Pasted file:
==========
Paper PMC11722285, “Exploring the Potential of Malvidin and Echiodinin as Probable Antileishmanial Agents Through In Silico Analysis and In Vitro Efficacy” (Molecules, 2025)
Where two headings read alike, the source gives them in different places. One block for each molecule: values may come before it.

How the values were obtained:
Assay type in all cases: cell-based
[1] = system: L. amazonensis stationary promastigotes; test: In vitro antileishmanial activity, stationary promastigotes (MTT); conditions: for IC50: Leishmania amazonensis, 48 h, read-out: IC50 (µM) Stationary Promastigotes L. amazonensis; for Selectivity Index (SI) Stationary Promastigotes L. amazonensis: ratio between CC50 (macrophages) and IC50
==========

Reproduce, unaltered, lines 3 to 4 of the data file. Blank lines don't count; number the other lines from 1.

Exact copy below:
How the values were obtained:
Assay type in all cases: cell-based